Vitamin D analogues: Multiple studies have demonstrated impressive improvement in psoriatic lesions with topical application of calcipotriene (trade name Dovonex), a derivative of vitamin D3, when used alone or in combination with other therapies. Note: calcipotriene is not the same compound as the vitamin D found in commercial vitamin supplements or added to food products such as milk or cereal.

Calcipotriene not only inhibits cell proliferation and enhances cell differentiation in the skin of patients with psoriasis, but also appears to affect the substances in skin that generate the increased production of cells. In several well-designed, short-term studies in adults, the efficacy of calcipotriene ointment (50 micrograms, twice daily) was similar or superior to the efficacy of several other anti-psoriatic agents in adult patients with mild to moderate psoriasis. Calcipotriene generally was well tolerated in short- and long-term studies in adult patients, with the major side effect being irritation. Given calcipotriene’s compatibility with other psoriasis treatments, it is valuable as a first- or second-line therapy option for severe psoriasis. [9,10,11] Other forms of vitamin D3 creams include calcitriol and tacalitol.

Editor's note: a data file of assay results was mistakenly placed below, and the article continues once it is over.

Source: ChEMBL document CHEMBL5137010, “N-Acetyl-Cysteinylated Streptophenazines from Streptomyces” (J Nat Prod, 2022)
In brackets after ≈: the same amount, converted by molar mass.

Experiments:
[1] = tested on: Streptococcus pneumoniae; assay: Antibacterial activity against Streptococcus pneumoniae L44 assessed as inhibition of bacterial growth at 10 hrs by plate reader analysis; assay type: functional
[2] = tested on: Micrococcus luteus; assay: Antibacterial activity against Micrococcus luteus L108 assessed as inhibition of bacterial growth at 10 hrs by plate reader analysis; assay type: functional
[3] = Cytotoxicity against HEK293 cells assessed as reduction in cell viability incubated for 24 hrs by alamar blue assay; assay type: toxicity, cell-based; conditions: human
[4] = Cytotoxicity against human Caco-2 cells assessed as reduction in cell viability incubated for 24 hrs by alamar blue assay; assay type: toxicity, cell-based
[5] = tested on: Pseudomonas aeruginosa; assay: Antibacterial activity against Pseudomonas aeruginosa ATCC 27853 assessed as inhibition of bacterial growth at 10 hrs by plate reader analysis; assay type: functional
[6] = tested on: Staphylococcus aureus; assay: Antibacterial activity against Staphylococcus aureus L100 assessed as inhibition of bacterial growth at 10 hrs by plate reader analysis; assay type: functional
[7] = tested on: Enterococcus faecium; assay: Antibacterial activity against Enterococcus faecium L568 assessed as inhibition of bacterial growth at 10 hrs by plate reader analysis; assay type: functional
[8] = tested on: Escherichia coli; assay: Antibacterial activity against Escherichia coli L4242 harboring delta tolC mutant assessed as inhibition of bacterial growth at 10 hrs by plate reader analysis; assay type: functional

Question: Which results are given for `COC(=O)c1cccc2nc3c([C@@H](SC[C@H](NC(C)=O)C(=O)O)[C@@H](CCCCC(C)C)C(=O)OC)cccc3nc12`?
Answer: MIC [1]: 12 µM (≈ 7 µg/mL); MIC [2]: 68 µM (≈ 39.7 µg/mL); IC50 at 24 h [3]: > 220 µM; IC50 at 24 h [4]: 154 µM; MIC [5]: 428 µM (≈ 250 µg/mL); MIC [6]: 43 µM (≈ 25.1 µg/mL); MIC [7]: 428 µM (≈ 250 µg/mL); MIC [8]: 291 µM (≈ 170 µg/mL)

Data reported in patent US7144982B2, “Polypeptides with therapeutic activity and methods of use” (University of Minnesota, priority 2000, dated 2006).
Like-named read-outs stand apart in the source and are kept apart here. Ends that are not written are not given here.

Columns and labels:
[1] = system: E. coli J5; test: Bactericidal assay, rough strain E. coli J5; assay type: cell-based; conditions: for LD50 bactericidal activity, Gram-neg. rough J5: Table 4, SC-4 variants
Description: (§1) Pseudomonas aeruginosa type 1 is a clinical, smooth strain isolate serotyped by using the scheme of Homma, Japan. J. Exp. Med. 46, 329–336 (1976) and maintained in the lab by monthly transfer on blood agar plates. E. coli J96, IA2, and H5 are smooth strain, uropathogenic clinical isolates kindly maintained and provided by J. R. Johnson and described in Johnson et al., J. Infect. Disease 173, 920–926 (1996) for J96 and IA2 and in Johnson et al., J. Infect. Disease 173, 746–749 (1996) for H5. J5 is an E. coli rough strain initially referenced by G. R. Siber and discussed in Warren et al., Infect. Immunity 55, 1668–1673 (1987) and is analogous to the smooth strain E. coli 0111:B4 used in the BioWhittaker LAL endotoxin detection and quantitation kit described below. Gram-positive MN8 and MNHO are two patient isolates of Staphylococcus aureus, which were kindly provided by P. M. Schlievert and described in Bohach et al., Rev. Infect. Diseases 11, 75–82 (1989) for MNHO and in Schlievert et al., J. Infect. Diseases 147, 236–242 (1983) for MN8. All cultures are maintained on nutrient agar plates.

Topical corticosteroids: Cortisone creams have been used for years as the first step in treating psoriasis and are available in a wide variety of textures (from ointments to gels) and concentrations. Cortisones reduce inflammation, itching, and, potentially, slow skin cell proliferation, and often are used in combination with other psoriasis treatments. [12] However, the more powerful the corticosteroid, the higher the risk of more severe side effects, which include burning, irritation, dryness, acne, thinning of the skin (with long-term use), dilated blood vessels, and loss of skin color. Less potent topical steroids are often used for mild to moderate psoriasis; the high-potency versions are reserved for more severe conditions.